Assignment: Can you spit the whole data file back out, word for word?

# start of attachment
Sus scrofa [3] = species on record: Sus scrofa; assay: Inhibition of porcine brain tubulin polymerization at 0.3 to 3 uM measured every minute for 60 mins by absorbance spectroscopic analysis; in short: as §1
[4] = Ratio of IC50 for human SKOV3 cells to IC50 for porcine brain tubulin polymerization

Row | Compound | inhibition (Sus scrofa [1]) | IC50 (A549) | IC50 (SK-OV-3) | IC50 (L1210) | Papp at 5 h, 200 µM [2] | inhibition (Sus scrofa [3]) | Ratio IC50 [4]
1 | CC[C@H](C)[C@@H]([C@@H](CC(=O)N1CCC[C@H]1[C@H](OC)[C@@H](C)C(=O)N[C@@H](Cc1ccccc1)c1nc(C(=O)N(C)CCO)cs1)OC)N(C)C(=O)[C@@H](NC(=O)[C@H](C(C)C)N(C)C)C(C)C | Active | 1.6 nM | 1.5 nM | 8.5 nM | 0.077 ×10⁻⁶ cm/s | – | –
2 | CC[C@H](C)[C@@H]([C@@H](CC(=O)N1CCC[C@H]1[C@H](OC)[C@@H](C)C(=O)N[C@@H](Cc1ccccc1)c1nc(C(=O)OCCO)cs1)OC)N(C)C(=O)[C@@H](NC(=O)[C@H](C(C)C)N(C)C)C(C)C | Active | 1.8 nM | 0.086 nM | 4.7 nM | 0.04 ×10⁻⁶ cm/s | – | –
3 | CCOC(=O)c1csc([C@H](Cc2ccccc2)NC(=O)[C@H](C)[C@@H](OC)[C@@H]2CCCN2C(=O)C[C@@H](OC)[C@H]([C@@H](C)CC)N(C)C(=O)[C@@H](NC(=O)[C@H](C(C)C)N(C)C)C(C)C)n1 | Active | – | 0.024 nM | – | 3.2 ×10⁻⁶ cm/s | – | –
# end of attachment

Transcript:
Sus scrofa [3] = species on record: Sus scrofa; assay: Inhibition of porcine brain tubulin polymerization at 0.3 to 3 uM measured every minute for 60 mins by absorbance spectroscopic analysis; in short: as §1
[4] = Ratio of IC50 for human SKOV3 cells to IC50 for porcine brain tubulin polymerization

Row | Compound | inhibition (Sus scrofa [1]) | IC50 (A549) | IC50 (SK-OV-3) | IC50 (L1210) | Papp at 5 h, 200 µM [2] | inhibition (Sus scrofa [3]) | Ratio IC50 [4]
1 | CC[C@H](C)[C@@H]([C@@H](CC(=O)N1CCC[C@H]1[C@H](OC)[C@@H](C)C(=O)N[C@@H](Cc1ccccc1)c1nc(C(=O)N(C)CCO)cs1)OC)N(C)C(=O)[C@@H](NC(=O)[C@H](C(C)C)N(C)C)C(C)C | Active | 1.6 nM | 1.5 nM | 8.5 nM | 0.077 ×10⁻⁶ cm/s | – | –
2 | CC[C@H](C)[C@@H]([C@@H](CC(=O)N1CCC[C@H]1[C@H](OC)[C@@H](C)C(=O)N[C@@H](Cc1ccccc1)c1nc(C(=O)OCCO)cs1)OC)N(C)C(=O)[C@@H](NC(=O)[C@H](C(C)C)N(C)C)C(C)C | Active | 1.8 nM | 0.086 nM | 4.7 nM | 0.04 ×10⁻⁶ cm/s | – | –
3 | CCOC(=O)c1csc([C@H](Cc2ccccc2)NC(=O)[C@H](C)[C@@H](OC)[C@@H]2CCCN2C(=O)C[C@@H](OC)[C@H]([C@@H](C)CC)N(C)C(=O)[C@@H](NC(=O)[C@H](C(C)C)N(C)C)C(C)C)n1 | Active | – | 0.024 nM | – | 3.2 ×10⁻⁶ cm/s | – | –